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The U.S. Consumer Product Safety Commission (“CPSC”)  is inves­ti­gating fire dangers of hover­boards as well as the risks associated with them. The CPSC is also concerned about the risk of falls and injuries from hover­boards after receiving injury reports from hospitals.

The CPSC is offering the following hover­board safety tips:

• Avoid buying the product at a location (like a mall kiosk) or on a website that does not have infor­mation about who is selling the product and how they can be contacted if there is a problem. If you do not think you could find the seller again, were a problem to arise with your board, that should be a warning to you not to do business with them.

• Do not charge a hover­board overnight or when you are not able to observe the board.

• Charge and store in an open dry area away from combustibles (meaning items that can catch fire).

• Do not charge directly after riding. Let the device cool for an hour before charging.

• If giving a hover­board to someone for the holidays, leave it in its partially charged state. Do not take it out of the package to bring it to a full charge and then wrap it back up. Often, the product comes partially charged. Leave it in that state until it is ready to be used.

• Look for the mark of a certified national testing laboratory. While this does not rule out counter­feits, the absence of such a mark means your safety is likely not a priority for that manufac­turer.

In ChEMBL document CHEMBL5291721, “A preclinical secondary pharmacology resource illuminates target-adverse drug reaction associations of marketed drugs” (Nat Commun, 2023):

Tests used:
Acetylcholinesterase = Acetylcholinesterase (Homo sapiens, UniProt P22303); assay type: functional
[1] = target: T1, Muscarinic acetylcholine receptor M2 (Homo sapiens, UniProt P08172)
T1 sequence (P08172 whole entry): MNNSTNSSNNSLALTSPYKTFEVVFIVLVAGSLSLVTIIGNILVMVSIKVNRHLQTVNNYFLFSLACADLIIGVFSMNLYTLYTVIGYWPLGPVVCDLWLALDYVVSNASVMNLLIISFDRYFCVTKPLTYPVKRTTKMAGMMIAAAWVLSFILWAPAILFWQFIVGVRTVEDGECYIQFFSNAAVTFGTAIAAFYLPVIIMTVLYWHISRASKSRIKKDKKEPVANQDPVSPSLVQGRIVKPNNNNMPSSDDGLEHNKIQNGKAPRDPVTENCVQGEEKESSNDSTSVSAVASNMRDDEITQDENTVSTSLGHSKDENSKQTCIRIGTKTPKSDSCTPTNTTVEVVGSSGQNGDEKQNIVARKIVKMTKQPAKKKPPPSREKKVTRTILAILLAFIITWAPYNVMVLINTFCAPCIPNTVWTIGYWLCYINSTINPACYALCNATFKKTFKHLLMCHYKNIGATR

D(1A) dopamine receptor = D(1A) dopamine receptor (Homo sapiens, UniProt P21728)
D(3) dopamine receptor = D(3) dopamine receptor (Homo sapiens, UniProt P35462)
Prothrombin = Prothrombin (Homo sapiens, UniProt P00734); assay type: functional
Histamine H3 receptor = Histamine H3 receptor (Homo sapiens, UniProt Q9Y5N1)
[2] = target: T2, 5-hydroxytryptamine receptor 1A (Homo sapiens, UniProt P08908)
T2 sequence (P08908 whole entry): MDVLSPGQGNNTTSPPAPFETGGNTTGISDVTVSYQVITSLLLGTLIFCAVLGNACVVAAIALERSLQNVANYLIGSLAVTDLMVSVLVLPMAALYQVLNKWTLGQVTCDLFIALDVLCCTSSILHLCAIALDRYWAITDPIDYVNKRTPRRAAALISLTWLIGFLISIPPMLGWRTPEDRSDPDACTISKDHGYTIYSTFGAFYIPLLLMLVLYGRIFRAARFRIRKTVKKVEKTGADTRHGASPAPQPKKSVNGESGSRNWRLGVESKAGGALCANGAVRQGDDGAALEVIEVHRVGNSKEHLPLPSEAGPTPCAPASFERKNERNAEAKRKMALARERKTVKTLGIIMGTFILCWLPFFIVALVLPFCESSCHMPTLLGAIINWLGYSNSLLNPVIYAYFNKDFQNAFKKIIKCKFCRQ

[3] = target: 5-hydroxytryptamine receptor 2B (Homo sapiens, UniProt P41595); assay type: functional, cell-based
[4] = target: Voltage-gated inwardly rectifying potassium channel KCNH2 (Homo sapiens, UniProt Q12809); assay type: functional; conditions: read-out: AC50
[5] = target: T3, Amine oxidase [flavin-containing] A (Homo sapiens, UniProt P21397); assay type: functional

• Do not ride near vehicular traffic.

This tip needs to be repeated: It is important to wear safety gear when using a hover­board. We recommend the same safety gear that you would wear when riding a skate­board — a skate­board helmet, and knee and elbow pads and wrist guards for protection from falls

Every day, we at Terrell Hogan, represent victims of personal injury and wrongful death as they seek justice, and lawsuits we have pursued have resulted in safety changes. Unfor­tu­nately, those changes came after the accidents and injuries happened. We believe it is vital to try to help prevent injuries and deaths. That’s why we publish infor­mation about defective and dangerous products. We urge consumers to report hover­board incidents to CPSC via SaferProducts.gov.

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